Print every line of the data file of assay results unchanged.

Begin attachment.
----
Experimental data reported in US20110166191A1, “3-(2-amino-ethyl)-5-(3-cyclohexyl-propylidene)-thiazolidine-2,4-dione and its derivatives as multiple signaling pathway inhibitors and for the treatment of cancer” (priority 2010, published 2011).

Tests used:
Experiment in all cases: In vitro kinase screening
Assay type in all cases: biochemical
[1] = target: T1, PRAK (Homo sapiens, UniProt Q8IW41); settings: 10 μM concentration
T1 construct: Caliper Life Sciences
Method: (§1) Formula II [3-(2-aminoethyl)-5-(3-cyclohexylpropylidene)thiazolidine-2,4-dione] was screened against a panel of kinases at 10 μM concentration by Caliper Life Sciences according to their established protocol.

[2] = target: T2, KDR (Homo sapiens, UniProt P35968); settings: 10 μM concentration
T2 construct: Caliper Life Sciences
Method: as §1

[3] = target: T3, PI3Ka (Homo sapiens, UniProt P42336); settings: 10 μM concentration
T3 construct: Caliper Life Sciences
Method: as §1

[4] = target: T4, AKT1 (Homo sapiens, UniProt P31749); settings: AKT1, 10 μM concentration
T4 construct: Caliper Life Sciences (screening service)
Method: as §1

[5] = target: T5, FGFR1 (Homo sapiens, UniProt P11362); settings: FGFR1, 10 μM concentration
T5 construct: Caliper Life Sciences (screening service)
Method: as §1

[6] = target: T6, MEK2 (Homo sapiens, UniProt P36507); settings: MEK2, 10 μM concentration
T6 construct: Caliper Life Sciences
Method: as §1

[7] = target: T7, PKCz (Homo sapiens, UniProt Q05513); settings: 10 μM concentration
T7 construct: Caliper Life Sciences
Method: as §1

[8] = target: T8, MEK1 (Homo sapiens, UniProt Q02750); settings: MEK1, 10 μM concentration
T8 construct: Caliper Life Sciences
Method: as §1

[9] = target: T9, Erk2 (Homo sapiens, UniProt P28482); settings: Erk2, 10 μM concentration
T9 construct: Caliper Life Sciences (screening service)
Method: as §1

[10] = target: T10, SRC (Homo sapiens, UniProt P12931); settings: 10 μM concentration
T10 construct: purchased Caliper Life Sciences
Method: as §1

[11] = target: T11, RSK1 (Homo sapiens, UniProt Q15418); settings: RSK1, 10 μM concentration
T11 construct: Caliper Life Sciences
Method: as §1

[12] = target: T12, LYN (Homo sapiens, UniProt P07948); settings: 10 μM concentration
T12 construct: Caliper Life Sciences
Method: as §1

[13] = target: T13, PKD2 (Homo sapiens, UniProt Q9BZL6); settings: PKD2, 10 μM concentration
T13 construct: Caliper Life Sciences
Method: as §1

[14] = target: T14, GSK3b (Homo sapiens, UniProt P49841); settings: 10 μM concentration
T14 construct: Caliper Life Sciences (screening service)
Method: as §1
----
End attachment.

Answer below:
Experimental data reported in US20110166191A1, “3-(2-amino-ethyl)-5-(3-cyclohexyl-propylidene)-thiazolidine-2,4-dione and its derivatives as multiple signaling pathway inhibitors and for the treatment of cancer” (priority 2010, published 2011).

Tests used:
Experiment in all cases: In vitro kinase screening
Assay type in all cases: biochemical
[1] = target: T1, PRAK (Homo sapiens, UniProt Q8IW41); settings: 10 μM concentration
T1 construct: Caliper Life Sciences
Method: (§1) Formula II [3-(2-aminoethyl)-5-(3-cyclohexylpropylidene)thiazolidine-2,4-dione] was screened against a panel of kinases at 10 μM concentration by Caliper Life Sciences according to their established protocol.

[2] = target: T2, KDR (Homo sapiens, UniProt P35968); settings: 10 μM concentration
T2 construct: Caliper Life Sciences
Method: as §1

[3] = target: T3, PI3Ka (Homo sapiens, UniProt P42336); settings: 10 μM concentration
T3 construct: Caliper Life Sciences
Method: as §1

[4] = target: T4, AKT1 (Homo sapiens, UniProt P31749); settings: AKT1, 10 μM concentration
T4 construct: Caliper Life Sciences (screening service)
Method: as §1

[5] = target: T5, FGFR1 (Homo sapiens, UniProt P11362); settings: FGFR1, 10 μM concentration
T5 construct: Caliper Life Sciences (screening service)
Method: as §1

[6] = target: T6, MEK2 (Homo sapiens, UniProt P36507); settings: MEK2, 10 μM concentration
T6 construct: Caliper Life Sciences
Method: as §1

[7] = target: T7, PKCz (Homo sapiens, UniProt Q05513); settings: 10 μM concentration
T7 construct: Caliper Life Sciences
Method: as §1

[8] = target: T8, MEK1 (Homo sapiens, UniProt Q02750); settings: MEK1, 10 μM concentration
T8 construct: Caliper Life Sciences
Method: as §1

[9] = target: T9, Erk2 (Homo sapiens, UniProt P28482); settings: Erk2, 10 μM concentration
T9 construct: Caliper Life Sciences (screening service)
Method: as §1

[10] = target: T10, SRC (Homo sapiens, UniProt P12931); settings: 10 μM concentration
T10 construct: purchased Caliper Life Sciences
Method: as §1

[11] = target: T11, RSK1 (Homo sapiens, UniProt Q15418); settings: RSK1, 10 μM concentration
T11 construct: Caliper Life Sciences
Method: as §1

[12] = target: T12, LYN (Homo sapiens, UniProt P07948); settings: 10 μM concentration
T12 construct: Caliper Life Sciences
Method: as §1

[13] = target: T13, PKD2 (Homo sapiens, UniProt Q9BZL6); settings: PKD2, 10 μM concentration
T13 construct: Caliper Life Sciences
Method: as §1

[14] = target: T14, GSK3b (Homo sapiens, UniProt P49841); settings: 10 μM concentration
T14 construct: Caliper Life Sciences (screening service)
Method: as §1